|US9101443||Feb 29, 2012||Aug 11, 2015||Bonutti Skeletal Innovations Llc||Methods for robotic arthroplasty|
|US9107758||Aug 1, 2014||Aug 18, 2015||DePuy Synthes Products, Inc.||Bone preparation tool kit and associated method|
|US20040078042 *||Oct 15, 2003||Apr 22, 2004||Masini Michael A.||Bone-conserving orthopedic instrumentation and appliances|
|US20040078043 *||Oct 14, 2003||Apr 22, 2004||Masini Michael A.||Joint replacement methods and apparatus|
|US20040082959 *||Oct 25, 2002||Apr 29, 2004||Hayes Kiele S.||Instrumentation guide for orthopedic surgery|
|US20040092943 *||Nov 6, 2003||May 13, 2004||Buttermann Glenn Robin||Apparatus and method for performing spinal surgery|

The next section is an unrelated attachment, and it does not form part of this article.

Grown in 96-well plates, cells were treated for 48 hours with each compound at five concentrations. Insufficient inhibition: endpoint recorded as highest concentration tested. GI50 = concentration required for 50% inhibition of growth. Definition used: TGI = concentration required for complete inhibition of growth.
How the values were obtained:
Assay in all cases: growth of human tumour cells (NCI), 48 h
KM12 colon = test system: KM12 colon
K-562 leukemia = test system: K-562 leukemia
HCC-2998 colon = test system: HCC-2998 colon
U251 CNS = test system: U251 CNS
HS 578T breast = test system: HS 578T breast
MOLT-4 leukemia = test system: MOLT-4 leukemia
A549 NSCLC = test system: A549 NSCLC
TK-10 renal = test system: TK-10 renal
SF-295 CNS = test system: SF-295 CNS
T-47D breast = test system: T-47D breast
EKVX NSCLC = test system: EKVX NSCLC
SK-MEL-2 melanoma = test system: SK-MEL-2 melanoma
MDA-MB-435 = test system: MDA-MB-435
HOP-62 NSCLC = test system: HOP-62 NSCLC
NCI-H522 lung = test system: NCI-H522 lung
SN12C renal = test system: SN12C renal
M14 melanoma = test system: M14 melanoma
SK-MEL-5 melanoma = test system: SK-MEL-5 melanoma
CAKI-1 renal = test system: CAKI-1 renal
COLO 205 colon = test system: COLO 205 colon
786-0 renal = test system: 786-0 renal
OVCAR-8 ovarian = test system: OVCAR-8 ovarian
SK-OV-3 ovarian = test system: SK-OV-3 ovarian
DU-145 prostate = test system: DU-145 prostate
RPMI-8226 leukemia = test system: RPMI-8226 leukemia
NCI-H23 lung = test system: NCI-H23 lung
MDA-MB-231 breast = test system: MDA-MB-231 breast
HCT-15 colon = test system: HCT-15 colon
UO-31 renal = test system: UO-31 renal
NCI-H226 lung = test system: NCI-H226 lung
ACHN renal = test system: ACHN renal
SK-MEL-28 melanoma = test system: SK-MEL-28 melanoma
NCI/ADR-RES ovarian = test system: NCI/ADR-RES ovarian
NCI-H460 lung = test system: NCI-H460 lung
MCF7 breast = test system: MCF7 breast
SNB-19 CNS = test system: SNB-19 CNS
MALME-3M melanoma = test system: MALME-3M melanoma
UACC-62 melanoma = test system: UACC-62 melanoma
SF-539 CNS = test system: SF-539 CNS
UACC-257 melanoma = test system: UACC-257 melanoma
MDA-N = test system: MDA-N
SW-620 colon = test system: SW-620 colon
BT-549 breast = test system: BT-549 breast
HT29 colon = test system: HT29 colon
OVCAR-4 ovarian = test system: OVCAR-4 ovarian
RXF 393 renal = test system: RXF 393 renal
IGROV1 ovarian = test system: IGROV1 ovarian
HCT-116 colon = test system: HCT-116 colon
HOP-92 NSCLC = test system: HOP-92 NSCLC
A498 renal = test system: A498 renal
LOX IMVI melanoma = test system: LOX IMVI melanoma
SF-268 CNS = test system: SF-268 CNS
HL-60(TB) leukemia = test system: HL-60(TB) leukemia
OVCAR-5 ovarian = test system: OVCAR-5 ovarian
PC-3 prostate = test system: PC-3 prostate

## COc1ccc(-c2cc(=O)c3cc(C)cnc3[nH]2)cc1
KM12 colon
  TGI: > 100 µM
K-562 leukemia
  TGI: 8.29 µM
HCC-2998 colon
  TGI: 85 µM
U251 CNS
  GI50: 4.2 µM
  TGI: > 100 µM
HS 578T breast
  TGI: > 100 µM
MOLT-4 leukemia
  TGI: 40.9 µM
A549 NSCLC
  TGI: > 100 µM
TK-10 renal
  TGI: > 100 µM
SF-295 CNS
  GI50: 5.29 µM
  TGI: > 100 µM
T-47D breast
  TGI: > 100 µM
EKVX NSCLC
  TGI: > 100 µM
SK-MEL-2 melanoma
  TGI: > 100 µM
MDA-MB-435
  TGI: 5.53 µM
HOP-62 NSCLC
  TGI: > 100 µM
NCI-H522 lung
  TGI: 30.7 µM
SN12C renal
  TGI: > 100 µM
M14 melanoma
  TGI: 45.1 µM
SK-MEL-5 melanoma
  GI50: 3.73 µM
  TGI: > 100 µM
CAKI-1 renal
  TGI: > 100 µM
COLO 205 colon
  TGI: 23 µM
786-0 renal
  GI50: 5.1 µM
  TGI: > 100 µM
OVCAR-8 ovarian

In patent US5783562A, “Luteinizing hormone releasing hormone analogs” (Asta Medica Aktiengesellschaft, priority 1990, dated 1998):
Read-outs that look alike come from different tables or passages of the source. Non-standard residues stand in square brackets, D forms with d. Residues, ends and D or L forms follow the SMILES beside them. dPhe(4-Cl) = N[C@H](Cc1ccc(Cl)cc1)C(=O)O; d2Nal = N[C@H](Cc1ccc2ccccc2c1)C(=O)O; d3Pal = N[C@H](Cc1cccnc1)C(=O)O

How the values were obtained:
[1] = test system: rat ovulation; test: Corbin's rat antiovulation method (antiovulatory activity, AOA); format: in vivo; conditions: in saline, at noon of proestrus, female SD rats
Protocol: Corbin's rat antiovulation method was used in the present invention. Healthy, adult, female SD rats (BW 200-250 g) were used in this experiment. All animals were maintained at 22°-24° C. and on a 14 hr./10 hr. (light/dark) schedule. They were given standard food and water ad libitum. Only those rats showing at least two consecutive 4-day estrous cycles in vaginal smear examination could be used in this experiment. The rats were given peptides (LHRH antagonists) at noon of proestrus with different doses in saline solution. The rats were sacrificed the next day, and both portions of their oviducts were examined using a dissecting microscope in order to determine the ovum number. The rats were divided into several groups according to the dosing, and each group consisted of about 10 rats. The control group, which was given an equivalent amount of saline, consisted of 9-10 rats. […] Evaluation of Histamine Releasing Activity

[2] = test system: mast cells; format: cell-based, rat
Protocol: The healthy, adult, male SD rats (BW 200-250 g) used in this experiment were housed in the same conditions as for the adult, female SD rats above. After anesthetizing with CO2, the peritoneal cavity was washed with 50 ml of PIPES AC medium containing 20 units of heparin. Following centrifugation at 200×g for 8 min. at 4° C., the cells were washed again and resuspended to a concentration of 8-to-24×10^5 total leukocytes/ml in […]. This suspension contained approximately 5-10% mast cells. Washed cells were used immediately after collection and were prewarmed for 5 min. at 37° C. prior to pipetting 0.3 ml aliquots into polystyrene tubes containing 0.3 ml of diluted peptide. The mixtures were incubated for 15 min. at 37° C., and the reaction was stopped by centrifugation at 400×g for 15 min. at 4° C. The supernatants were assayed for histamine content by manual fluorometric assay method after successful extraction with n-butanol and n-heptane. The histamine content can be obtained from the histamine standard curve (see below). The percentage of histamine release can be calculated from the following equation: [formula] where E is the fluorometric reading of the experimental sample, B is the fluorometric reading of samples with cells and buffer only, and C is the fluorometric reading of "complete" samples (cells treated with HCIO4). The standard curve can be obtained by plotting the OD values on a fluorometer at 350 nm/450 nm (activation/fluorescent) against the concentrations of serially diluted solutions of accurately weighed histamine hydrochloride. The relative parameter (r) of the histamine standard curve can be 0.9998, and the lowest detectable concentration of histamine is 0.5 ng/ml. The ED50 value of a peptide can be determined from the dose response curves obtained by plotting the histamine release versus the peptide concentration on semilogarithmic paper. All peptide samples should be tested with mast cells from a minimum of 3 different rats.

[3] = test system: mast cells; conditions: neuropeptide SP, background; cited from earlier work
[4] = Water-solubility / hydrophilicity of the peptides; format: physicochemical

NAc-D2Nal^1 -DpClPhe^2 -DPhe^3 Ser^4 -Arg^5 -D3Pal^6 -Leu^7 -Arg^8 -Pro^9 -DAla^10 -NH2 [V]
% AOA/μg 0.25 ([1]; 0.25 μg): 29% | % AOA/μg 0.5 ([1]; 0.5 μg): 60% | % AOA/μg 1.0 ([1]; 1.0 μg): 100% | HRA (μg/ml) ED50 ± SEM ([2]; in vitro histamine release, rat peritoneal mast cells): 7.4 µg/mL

|US20040097951 *||Nov 18, 2002||May 20, 2004||Steffensmeier Scott J.||Measurement instrument for use in orthopaedic surgery|
|US20040102786 *||Sep 15, 2003||May 27, 2004||Eska Implants Gmbh & Co.||System for reconstructing the natural torque between the natural knee and the natural hip area|
|US20040122436 *||Dec 20, 2002||Jun 24, 2004||Grimm James E.||Surgical instrument and positioning method|
|US20040153066 *||Feb 3, 2003||Aug 5, 2004||Coon Thomas M.||Apparatus for knee surgery and method of use|
|US20040153083 *||Jan 31, 2003||Aug 5, 2004||Howmedica Osteonics Corp.||Universal alignment guide|
|US20040153084 *||Jan 31, 2003||Aug 5, 2004||Haney Mark D.||Resection guide alignment apparatus|
|US20040153085 *||Feb 3, 2003||Aug 5, 2004||Farling Toby N.||Bone cutting template and method of use|
|US20040153087 *||Feb 4, 2003||Aug 5, 2004||Sanford Adam H.||Provisional orthopedic implant with removable guide|